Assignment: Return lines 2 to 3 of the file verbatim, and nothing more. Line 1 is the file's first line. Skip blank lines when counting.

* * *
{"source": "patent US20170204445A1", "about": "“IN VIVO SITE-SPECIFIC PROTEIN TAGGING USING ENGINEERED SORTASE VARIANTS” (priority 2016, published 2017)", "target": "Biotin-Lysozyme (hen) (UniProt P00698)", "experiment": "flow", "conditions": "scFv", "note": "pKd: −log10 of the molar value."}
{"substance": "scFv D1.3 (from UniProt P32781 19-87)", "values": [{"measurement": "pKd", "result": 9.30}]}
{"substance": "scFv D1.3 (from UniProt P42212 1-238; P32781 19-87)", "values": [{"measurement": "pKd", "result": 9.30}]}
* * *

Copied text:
{"substance": "scFv D1.3 (from UniProt P32781 19-87)", "values": [{"measurement": "pKd", "result": 9.30}]}
{"substance": "scFv D1.3 (from UniProt P42212 1-238; P32781 19-87)", "values": [{"measurement": "pKd", "result": 9.30}]}